“I was watching the news, hanging out with my family and texting my brothers and sisters in New York,” Kearns said.
“The final straw,” the thing that convinced Kearns that he should travel to the funeral home and help with the family business, was upon learning that his 20-year-old niece was driving a van with bodies to a crematorium in Schenectady, New York. That, and the fact that his brother, Patrick, and brother-in-law, Paul, became so overwhelmed with the dead that they purchased a 40-foot refrigeration trailer to store the corpses.
“That’s when I realized the scale of what he was up against. I called my brother because I knew what was going on. I knew he wouldn’t ask me to me to do it. Nobody in their right mind is going to travel to, literally, ground zero, of the pandemic. Who would do that? You’d have to be nuts,” Kearns said.
To help the family business, Kearns made 18 body boards, stacked them up in the back of his truck and made his way to Queens.
Seated during an interview outside the family’s camp on Lake Bomoseen — Kearns has been self-isolating since returning home to Vermont on May 18 — he spoke of what he saw, of the terrible cost in human life of this pandemic during his five-week stay.
What the 57-year-old Kearns witnessed was the human toll of an invisible illness, one that struck both the elderly and the healthy.
“What sticks in my mind were the multiple family members who perished — husbands and wives. One family had four deaths in 10 days. And they were all fit immigrants,” he said.
If any one subject stood out as Kearns recounted what he saw it was the price paid by people of color who had no choice but to continue to work despite the peril all around them.
“These were essential workers, brown and black, transit workers, bus drivers, hospital workers, delivery boys, delivering takeout, riding the subway every day and getting exposed,” people who would help to spread the virus and do the bulk of the dying.
“They couldn’t take a day off, they had no sick days,” Kearns said.
“Queens is the backbone of the New York City working class and heavily populated by immigrants,” he said. It was these workers whom Kearns said had no options, other than to keep working and risk getting sick or worse, dying.
Eighty percent of the bodies collected at the funeral home, Kearns said, were black or Hispanic or ethnic Indians. “The white folks I saw were very old,” he said.
Kearns, who graduated with a bachelor of arts degree from Fordham University in 1985, worked summers at the Leo F. Kearns Funeral Home in Queens. The family runs three funeral homes in Queens and one on Long Island. Being around the dead was nothing new for him.
“I grew up around the business,” he said. “I’ve been around corpses, I moved them, I dressed them (for funerals). But this scale was far different, being surrounded by hundreds of corpses, than say, one or two at a time.”
Many of the dead were from nursing homes, Kearns said, “but I saw a lot of fit men, at my age or younger, who didn’t fit the profile” of those that the experts said were most vulnerable — the aged, those with heart or lung conditions, weakened immune systems, severe obesity or diabetes. These younger dead males were men of color, he said.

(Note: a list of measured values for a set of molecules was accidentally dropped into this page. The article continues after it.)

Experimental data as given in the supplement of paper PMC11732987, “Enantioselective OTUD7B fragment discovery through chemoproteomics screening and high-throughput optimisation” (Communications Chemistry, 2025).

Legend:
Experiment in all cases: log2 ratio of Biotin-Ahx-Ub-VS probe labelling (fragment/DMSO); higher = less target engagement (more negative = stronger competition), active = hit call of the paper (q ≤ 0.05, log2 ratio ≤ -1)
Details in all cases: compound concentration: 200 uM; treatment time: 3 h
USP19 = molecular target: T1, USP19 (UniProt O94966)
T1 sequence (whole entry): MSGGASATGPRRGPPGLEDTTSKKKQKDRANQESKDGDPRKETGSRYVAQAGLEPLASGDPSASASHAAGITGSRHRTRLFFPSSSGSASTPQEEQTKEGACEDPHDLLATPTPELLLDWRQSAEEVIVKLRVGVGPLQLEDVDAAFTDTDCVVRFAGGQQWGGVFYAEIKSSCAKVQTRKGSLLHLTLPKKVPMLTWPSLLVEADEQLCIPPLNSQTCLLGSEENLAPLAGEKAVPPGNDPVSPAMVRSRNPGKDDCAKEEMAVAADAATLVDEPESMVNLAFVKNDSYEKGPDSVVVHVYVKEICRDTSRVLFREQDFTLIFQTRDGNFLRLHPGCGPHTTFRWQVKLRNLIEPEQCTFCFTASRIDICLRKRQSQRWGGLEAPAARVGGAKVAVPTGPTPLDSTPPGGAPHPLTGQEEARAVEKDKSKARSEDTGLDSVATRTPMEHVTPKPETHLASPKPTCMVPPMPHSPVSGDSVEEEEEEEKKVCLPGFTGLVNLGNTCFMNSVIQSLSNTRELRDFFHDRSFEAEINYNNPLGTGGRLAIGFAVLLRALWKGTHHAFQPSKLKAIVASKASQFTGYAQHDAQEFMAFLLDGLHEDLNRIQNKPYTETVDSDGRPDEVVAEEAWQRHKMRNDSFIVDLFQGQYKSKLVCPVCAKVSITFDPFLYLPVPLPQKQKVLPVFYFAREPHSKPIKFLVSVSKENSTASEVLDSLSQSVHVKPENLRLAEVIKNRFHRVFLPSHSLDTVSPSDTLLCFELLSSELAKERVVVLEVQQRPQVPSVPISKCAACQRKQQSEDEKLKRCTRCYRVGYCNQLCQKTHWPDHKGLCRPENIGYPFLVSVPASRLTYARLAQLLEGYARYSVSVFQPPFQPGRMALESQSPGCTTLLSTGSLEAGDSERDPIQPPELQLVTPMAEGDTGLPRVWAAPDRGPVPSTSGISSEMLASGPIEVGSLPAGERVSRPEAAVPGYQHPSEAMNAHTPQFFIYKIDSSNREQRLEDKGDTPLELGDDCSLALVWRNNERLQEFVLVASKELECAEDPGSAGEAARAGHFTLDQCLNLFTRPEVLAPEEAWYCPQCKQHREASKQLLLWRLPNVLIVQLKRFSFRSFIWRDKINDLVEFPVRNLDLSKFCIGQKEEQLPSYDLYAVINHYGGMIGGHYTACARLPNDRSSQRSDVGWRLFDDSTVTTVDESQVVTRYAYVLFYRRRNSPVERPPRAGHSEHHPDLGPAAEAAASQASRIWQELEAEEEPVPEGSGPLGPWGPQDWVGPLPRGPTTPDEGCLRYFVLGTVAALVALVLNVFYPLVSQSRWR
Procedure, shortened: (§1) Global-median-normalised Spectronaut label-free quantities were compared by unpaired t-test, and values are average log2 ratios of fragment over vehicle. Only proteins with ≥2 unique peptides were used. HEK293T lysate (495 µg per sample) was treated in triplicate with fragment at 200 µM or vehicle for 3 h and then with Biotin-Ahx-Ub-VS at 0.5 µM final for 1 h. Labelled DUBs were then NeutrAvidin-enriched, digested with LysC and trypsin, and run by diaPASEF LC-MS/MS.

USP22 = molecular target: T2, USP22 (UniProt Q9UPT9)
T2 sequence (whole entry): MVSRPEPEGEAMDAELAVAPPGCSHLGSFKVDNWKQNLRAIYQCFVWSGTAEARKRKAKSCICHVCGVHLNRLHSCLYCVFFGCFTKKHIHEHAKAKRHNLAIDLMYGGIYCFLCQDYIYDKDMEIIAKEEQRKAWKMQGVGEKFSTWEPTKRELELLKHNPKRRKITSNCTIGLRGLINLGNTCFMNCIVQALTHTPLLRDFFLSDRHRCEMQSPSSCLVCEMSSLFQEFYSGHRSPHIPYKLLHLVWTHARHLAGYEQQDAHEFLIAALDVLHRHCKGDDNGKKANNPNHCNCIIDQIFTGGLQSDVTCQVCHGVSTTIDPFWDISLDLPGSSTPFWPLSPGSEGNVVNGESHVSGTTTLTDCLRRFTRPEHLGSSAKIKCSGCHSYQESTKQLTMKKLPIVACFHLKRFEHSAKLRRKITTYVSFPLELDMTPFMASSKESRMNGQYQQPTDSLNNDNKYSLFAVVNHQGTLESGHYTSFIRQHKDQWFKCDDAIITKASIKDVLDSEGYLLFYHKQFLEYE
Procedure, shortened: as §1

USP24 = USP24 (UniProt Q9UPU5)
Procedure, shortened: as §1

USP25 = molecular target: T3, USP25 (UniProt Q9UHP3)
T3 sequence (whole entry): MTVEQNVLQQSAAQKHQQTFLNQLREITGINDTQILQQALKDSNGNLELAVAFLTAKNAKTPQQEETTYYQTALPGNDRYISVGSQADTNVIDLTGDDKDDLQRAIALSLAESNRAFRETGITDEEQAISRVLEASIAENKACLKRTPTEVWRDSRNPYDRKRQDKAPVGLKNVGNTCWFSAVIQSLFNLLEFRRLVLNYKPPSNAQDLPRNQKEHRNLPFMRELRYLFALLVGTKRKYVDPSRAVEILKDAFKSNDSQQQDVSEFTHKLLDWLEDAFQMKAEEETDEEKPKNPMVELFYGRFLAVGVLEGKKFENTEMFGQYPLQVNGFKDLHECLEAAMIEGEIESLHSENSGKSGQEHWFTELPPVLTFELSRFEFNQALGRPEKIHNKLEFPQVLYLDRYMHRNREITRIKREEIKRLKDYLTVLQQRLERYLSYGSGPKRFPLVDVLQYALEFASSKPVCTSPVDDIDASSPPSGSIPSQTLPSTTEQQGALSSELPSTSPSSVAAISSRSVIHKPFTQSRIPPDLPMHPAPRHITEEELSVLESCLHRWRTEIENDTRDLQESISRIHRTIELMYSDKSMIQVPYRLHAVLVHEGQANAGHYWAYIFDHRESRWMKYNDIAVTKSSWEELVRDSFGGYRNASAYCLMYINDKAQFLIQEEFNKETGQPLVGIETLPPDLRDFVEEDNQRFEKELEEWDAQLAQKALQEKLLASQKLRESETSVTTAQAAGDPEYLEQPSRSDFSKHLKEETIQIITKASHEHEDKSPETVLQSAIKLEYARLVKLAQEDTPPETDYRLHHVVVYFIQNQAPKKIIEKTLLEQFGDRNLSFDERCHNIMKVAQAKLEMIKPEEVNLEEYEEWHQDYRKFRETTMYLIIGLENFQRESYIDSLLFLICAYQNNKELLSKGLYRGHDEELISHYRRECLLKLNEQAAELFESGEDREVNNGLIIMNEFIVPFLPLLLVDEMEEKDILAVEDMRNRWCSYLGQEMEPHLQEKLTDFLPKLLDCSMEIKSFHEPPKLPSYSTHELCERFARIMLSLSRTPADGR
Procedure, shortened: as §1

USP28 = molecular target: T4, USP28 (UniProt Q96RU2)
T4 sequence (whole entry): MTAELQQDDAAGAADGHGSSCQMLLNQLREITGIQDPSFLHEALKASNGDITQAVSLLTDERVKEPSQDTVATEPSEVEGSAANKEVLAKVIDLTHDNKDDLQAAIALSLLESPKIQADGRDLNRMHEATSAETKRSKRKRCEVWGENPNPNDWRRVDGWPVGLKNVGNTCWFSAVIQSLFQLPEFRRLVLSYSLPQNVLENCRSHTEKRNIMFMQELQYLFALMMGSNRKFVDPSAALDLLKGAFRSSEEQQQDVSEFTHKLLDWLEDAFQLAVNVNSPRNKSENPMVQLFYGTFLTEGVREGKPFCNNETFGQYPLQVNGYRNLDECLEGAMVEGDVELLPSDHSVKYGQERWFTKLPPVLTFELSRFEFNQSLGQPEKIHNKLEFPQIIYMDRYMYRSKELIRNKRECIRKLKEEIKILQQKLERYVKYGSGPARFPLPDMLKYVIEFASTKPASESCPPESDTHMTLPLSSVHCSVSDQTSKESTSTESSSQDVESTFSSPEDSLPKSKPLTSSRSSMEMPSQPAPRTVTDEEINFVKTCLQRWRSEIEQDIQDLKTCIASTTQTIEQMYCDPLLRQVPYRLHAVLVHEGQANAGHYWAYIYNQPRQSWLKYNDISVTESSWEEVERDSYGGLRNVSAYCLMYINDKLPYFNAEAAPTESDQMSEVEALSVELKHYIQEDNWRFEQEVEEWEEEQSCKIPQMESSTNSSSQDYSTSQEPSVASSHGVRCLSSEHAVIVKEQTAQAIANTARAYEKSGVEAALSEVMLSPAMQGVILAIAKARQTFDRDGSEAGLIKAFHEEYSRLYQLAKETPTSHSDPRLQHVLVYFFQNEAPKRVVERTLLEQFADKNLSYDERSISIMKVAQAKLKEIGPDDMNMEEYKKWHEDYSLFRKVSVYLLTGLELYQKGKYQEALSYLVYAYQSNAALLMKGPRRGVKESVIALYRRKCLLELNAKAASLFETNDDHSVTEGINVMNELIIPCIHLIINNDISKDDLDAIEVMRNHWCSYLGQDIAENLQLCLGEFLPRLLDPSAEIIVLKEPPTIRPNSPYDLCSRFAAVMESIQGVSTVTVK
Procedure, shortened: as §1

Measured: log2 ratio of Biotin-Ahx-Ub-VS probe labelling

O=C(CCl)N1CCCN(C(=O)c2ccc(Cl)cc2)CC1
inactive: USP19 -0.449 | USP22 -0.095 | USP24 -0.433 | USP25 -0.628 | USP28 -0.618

The virus struck Kearns’ immediate family as well. His sister, Meg, a general physician in Manhattan, had contracted the virus. She was not hospitalized and is recovering, Kearns said.
Kearns had a regular routine.
“Every morning, I would drive the van with four or six bodies to the Vale Cemetery and Crematorium in Schenectady or to Connecticut and then back to New York City. And then the rest of the afternoon, I would go to nursing homes or hospitals or private homes and collect the bodies and take them back to the funeral home.”
In a normal year, Kearns said, the Queens funeral home would receive about 400 bodies. “We did 400 bodies in less than six weeks,” he said. “The refrigerator truck was always filled.”
Kearns is married to Mary, the adult services librarian at Castleton Free Library. They have three grown children.
Kearns said, while he obviously cannot predict the future, he would not be surprised to see a second wave of the pandemic.
“I know I’m in a safe place now,” he said. “But in a lot of places, the pandemic is far away. Lots of people don’t even believe it’s happening. This is not over by any stretch of the imagination.”
Kearns said Vermonters may think that the disease “has passed. But we have an older population, a poor population, college kids who might come back to classes. The disease takes five to 12 days to show symptoms so it spreads widely before anybody knows it. It spreads silently.”
While he made it a point that he was reluctant “to get political” about the virus, Kearns said that he was “struck by the irony that, over the past two years, President Trump has demonized immigrants and locked up immigrant children in cages while, at the same time, the essential workers doing the dying were brown and black people, mostly immigrants.”
Kearns said that, to him, the lack of alarm in the face of the pandemic, by a surprising number of people, says, “We have no discipline, no sense of self-sacrifice. It takes discipline to wash your hands properly, to wear a mask, to protect your grandmother.”
“People don’t seem to have any empathy until they get punched in the face,” he said.